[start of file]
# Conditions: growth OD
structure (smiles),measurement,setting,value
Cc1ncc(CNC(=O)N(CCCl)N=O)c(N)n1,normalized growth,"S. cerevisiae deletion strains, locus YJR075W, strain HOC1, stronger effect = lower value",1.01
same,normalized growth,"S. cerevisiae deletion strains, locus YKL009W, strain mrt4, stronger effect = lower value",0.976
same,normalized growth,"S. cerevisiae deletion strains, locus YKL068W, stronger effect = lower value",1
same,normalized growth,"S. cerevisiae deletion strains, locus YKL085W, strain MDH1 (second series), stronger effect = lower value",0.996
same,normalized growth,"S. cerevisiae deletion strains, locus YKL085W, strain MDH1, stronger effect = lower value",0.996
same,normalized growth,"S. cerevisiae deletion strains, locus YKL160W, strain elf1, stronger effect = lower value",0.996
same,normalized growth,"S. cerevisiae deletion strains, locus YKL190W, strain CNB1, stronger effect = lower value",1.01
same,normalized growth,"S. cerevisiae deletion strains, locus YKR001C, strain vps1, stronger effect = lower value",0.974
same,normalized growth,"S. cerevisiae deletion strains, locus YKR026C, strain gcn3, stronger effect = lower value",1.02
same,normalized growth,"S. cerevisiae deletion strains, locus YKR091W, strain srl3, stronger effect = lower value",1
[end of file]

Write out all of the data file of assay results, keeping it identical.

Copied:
# Conditions: growth OD
structure (smiles),measurement,setting,value
Cc1ncc(CNC(=O)N(CCCl)N=O)c(N)n1,normalized growth,"S. cerevisiae deletion strains, locus YJR075W, strain HOC1, stronger effect = lower value",1.01
same,normalized growth,"S. cerevisiae deletion strains, locus YKL009W, strain mrt4, stronger effect = lower value",0.976
same,normalized growth,"S. cerevisiae deletion strains, locus YKL068W, stronger effect = lower value",1
same,normalized growth,"S. cerevisiae deletion strains, locus YKL085W, strain MDH1 (second series), stronger effect = lower value",0.996
same,normalized growth,"S. cerevisiae deletion strains, locus YKL085W, strain MDH1, stronger effect = lower value",0.996
same,normalized growth,"S. cerevisiae deletion strains, locus YKL160W, strain elf1, stronger effect = lower value",0.996
same,normalized growth,"S. cerevisiae deletion strains, locus YKL190W, strain CNB1, stronger effect = lower value",1.01
same,normalized growth,"S. cerevisiae deletion strains, locus YKR001C, strain vps1, stronger effect = lower value",0.974
same,normalized growth,"S. cerevisiae deletion strains, locus YKR026C, strain gcn3, stronger effect = lower value",1.02
same,normalized growth,"S. cerevisiae deletion strains, locus YKR091W, strain srl3, stronger effect = lower value",1